Categories: Fluid dynamics, Fluid mechanics, Physics.

# Blasius boundary layer

In fluid dynamics, the Blasius boundary layer is an application of the Prandtl equations, which govern the flow of a fluid at large Reynolds number $\mathrm{Re} \gg 1$ close to a surface. Specifically, the Blasius layer is the solution for a half-plane approached from the edge by a fluid.

Let the half-plane lie in the $(x,z)$-plane (i.e. at $y = 0$) and exist for all $x \ge 0$, such that its edge lies on the $z$-axis. A fluid with velocity field $\va{v} = U \vu{e}_x$ approaches the half-plane’s edge head-on. To describe the fluid’s movements around the plane, we make an ansatz for the so-called slip-flow region’s $x$-velocity $v_x(x, y)$:

\begin{aligned} v_x = U f'(s) \qquad \qquad s \equiv \frac{y}{\delta(x)} \end{aligned}

Where $\delta(x) \equiv \sqrt{\nu x / U}$ is the boundary layer thickness estimate that was used to derive the Prandtl equations. Note that $f'(s)$ is the derivative of an unknown $f(s)$, and that it obeys the boundary conditions $f'(0) = 0$ and $f'(\infty) = 1$, i.e. the fluid is stationary at the half-plane’s surface $s = 0$, and has velocity $U$ far away at $s \to \infty$.

Inserting the ansatz into the incompressibility condition $\nabla \cdot \va{v} = 0$ yields:

\begin{aligned} \pdv{v_y}{y} = - \pdv{v_x}{x} = - \pdv{v_x}{s} \pdv{s}{x} = U \frac{\delta'}{\delta} s f'' \end{aligned}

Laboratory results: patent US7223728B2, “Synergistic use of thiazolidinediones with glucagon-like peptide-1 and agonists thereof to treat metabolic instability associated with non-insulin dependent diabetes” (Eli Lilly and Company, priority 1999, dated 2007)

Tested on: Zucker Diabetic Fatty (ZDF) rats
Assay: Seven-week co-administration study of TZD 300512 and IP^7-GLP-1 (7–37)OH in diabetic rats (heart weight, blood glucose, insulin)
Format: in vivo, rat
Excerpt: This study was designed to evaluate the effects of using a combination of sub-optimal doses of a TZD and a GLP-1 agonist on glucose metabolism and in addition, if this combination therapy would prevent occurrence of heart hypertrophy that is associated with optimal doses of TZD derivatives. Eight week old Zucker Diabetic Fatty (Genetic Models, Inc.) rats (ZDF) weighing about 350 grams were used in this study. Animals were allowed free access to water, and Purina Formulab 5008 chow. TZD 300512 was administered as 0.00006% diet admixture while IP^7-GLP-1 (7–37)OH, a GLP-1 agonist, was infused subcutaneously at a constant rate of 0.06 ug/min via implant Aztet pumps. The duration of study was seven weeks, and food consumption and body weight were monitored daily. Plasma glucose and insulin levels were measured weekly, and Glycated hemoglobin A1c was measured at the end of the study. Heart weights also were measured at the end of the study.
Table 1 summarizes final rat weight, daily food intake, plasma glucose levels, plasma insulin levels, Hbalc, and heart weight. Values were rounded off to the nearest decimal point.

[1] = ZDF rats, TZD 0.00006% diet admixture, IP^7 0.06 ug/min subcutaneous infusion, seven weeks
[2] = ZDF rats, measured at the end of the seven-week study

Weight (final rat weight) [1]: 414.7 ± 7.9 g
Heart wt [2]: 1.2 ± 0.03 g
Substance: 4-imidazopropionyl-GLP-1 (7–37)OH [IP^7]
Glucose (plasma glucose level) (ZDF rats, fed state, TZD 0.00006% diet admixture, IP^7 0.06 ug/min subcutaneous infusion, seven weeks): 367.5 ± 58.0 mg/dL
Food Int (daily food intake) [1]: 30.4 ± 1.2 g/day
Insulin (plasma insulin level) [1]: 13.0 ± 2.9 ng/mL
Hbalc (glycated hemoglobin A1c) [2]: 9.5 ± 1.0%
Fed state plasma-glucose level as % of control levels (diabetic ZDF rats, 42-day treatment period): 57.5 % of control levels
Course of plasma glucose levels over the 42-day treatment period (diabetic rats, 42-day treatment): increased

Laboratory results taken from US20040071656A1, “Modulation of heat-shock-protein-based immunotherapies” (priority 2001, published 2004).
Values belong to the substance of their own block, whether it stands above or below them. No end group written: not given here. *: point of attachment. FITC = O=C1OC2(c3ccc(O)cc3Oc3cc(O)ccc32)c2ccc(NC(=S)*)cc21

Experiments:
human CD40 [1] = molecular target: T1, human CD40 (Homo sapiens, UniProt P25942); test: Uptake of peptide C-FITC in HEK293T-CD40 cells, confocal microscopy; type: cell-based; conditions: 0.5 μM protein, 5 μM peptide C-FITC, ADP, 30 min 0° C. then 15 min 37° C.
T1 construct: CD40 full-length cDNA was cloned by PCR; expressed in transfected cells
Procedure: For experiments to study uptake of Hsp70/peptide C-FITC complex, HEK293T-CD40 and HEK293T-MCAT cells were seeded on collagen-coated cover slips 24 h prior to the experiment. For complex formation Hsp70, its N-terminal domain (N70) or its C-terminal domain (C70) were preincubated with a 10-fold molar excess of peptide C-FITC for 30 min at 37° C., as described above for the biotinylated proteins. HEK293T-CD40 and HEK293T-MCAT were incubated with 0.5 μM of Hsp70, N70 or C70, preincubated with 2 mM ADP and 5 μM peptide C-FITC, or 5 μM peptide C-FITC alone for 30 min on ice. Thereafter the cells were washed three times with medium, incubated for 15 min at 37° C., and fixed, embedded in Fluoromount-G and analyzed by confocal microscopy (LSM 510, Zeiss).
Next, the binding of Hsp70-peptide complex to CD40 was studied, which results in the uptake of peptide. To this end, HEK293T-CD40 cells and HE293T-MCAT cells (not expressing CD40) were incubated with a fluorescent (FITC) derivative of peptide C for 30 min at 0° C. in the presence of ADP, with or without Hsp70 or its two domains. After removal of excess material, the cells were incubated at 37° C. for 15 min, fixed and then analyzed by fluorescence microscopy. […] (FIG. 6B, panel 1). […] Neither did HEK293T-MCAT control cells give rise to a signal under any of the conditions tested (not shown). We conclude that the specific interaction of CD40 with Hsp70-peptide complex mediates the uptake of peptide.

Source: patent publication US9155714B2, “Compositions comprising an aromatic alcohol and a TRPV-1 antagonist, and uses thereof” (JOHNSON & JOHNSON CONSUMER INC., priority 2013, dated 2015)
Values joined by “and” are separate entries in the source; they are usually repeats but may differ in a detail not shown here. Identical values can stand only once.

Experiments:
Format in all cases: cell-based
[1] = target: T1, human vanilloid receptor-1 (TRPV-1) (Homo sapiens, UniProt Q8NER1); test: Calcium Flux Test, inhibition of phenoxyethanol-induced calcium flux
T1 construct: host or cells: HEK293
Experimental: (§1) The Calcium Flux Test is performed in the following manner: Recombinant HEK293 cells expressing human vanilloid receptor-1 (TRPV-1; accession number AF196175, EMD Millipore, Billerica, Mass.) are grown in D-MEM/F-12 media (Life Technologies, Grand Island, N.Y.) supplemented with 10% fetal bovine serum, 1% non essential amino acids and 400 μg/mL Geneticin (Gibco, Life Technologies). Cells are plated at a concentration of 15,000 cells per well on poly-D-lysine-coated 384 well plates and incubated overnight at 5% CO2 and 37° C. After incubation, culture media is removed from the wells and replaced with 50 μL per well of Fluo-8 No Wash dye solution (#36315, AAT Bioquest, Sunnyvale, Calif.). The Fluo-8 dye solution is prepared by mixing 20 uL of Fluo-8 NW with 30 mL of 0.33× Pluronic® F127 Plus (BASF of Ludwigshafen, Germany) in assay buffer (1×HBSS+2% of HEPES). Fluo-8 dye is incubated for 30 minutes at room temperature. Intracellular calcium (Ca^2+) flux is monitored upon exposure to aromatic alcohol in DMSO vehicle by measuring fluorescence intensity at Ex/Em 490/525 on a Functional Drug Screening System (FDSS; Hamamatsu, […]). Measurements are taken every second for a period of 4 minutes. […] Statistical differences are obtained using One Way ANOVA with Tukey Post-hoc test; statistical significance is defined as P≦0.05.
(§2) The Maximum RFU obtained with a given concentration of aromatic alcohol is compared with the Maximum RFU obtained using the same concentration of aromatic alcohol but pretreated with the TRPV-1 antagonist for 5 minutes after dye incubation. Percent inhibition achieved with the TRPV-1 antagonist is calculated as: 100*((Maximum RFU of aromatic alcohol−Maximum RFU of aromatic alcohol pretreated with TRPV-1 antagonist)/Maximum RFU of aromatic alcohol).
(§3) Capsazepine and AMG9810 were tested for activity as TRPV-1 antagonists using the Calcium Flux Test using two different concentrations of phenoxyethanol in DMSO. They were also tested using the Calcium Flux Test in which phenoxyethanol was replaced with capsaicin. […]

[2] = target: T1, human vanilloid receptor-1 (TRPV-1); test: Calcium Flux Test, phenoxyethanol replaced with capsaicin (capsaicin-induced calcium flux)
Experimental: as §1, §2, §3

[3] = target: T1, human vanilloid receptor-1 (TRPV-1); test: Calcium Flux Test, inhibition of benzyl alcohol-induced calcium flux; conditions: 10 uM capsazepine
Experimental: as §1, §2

Which we integrate by parts to get an expression for the $y$-velocity $v_y$, namely:

\begin{aligned} v_y = U \frac{\delta'}{\delta} \int s f'' \dd{y} = U \delta' \bigg( s f' - \int f' \dd{s} \bigg) = U \delta' \: (s f' - f) \end{aligned}

Now, consider the main Prandtl equation, assuming the attack velocity $U$ is constant. Inserting our expressions for $v_x$ and $v_y$ into it gives:

\begin{aligned} \nu \pdvn{2}{v_x}{y} &= v_x \pdv{v_x}{x} + v_y \pdv{v_x}{y} \\ \nu \pdvn{2}{v_x}{s} \pdvn{2}{s}{y} &= v_x \pdv{v_x}{s} \pdv{s}{x} + v_y \pdv{v_x}{s} \pdv{s}{y} \\ \nu U \frac{1}{\delta^2} f''' &= - U^2 \frac{\delta'}{\delta} s f'' f' + U^2 \frac{\delta'}{\delta} f'' (s f' - f) \end{aligned}

We multiply by $\delta^2 / U$, cancel out some terms, and substitute $\delta(x) \equiv \sqrt{\nu x / U}$, leaving:

\begin{aligned} \nu f''' &= - U \delta' \delta f'' f = - U \frac{\nu}{2 U} f'' f \end{aligned}

This leads us to the Blasius equation, which is a nonlinear ODE for $f(s)$:

\begin{aligned} \boxed{ 2 f''' + f'' f = 0 } \end{aligned}

Unfortunately, this cannot be solved analytically, only numerically. Nevertheless, the result shows a boundary layer $\delta(x)$ exhibiting the expected downstream thickening.

1. B. Lautrup, Physics of continuous matter: exotic and everyday phenomena in the macroscopic world, 2nd edition, CRC Press.